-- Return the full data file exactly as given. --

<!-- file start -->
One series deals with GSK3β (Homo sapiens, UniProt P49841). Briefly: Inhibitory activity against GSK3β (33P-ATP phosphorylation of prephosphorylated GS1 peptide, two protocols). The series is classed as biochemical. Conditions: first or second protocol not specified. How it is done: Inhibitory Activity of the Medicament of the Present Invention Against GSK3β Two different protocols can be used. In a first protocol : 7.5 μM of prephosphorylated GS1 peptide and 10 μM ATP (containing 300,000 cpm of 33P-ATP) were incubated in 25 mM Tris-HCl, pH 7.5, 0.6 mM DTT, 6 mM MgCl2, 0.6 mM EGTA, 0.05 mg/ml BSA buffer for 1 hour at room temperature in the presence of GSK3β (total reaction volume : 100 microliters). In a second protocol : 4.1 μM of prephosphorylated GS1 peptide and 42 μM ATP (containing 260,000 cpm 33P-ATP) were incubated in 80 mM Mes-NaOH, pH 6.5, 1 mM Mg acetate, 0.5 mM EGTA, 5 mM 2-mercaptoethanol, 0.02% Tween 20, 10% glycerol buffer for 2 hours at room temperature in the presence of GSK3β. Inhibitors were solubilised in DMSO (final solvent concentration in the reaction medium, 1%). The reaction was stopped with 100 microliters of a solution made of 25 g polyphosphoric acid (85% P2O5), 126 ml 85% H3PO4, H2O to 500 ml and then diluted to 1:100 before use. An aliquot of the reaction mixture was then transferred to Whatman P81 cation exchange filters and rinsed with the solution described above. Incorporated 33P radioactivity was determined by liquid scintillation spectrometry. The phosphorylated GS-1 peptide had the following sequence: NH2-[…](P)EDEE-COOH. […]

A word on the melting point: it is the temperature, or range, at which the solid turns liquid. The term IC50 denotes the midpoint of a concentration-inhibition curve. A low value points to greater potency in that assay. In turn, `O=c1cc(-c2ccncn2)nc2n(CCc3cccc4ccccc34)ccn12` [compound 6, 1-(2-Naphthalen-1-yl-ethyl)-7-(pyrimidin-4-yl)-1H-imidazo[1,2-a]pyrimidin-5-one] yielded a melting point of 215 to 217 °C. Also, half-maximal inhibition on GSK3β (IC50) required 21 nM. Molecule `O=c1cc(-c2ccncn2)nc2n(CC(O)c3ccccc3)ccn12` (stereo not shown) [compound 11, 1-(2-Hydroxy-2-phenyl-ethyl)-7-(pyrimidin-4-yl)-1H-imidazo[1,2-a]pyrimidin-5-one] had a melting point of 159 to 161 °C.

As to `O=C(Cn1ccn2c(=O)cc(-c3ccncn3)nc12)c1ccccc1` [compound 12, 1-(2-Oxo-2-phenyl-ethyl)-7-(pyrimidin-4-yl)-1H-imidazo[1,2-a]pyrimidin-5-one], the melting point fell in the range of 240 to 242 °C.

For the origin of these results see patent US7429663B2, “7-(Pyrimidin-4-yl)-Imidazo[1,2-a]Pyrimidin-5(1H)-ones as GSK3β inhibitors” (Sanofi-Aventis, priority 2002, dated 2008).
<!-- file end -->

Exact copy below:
One series deals with GSK3β (Homo sapiens, UniProt P49841). Briefly: Inhibitory activity against GSK3β (33P-ATP phosphorylation of prephosphorylated GS1 peptide, two protocols). The series is classed as biochemical. Conditions: first or second protocol not specified. How it is done: Inhibitory Activity of the Medicament of the Present Invention Against GSK3β Two different protocols can be used. In a first protocol : 7.5 μM of prephosphorylated GS1 peptide and 10 μM ATP (containing 300,000 cpm of 33P-ATP) were incubated in 25 mM Tris-HCl, pH 7.5, 0.6 mM DTT, 6 mM MgCl2, 0.6 mM EGTA, 0.05 mg/ml BSA buffer for 1 hour at room temperature in the presence of GSK3β (total reaction volume : 100 microliters). In a second protocol : 4.1 μM of prephosphorylated GS1 peptide and 42 μM ATP (containing 260,000 cpm 33P-ATP) were incubated in 80 mM Mes-NaOH, pH 6.5, 1 mM Mg acetate, 0.5 mM EGTA, 5 mM 2-mercaptoethanol, 0.02% Tween 20, 10% glycerol buffer for 2 hours at room temperature in the presence of GSK3β. Inhibitors were solubilised in DMSO (final solvent concentration in the reaction medium, 1%). The reaction was stopped with 100 microliters of a solution made of 25 g polyphosphoric acid (85% P2O5), 126 ml 85% H3PO4, H2O to 500 ml and then diluted to 1:100 before use. An aliquot of the reaction mixture was then transferred to Whatman P81 cation exchange filters and rinsed with the solution described above. Incorporated 33P radioactivity was determined by liquid scintillation spectrometry. The phosphorylated GS-1 peptide had the following sequence: NH2-[…](P)EDEE-COOH. […]

A word on the melting point: it is the temperature, or range, at which the solid turns liquid. The term IC50 denotes the midpoint of a concentration-inhibition curve. A low value points to greater potency in that assay. In turn, `O=c1cc(-c2ccncn2)nc2n(CCc3cccc4ccccc34)ccn12` [compound 6, 1-(2-Naphthalen-1-yl-ethyl)-7-(pyrimidin-4-yl)-1H-imidazo[1,2-a]pyrimidin-5-one] yielded a melting point of 215 to 217 °C. Also, half-maximal inhibition on GSK3β (IC50) required 21 nM. Molecule `O=c1cc(-c2ccncn2)nc2n(CC(O)c3ccccc3)ccn12` (stereo not shown) [compound 11, 1-(2-Hydroxy-2-phenyl-ethyl)-7-(pyrimidin-4-yl)-1H-imidazo[1,2-a]pyrimidin-5-one] had a melting point of 159 to 161 °C.

As to `O=C(Cn1ccn2c(=O)cc(-c3ccncn3)nc12)c1ccccc1` [compound 12, 1-(2-Oxo-2-phenyl-ethyl)-7-(pyrimidin-4-yl)-1H-imidazo[1,2-a]pyrimidin-5-one], the melting point fell in the range of 240 to 242 °C.

For the origin of these results see patent US7429663B2, “7-(Pyrimidin-4-yl)-Imidazo[1,2-a]Pyrimidin-5(1H)-ones as GSK3β inhibitors” (Sanofi-Aventis, priority 2002, dated 2008).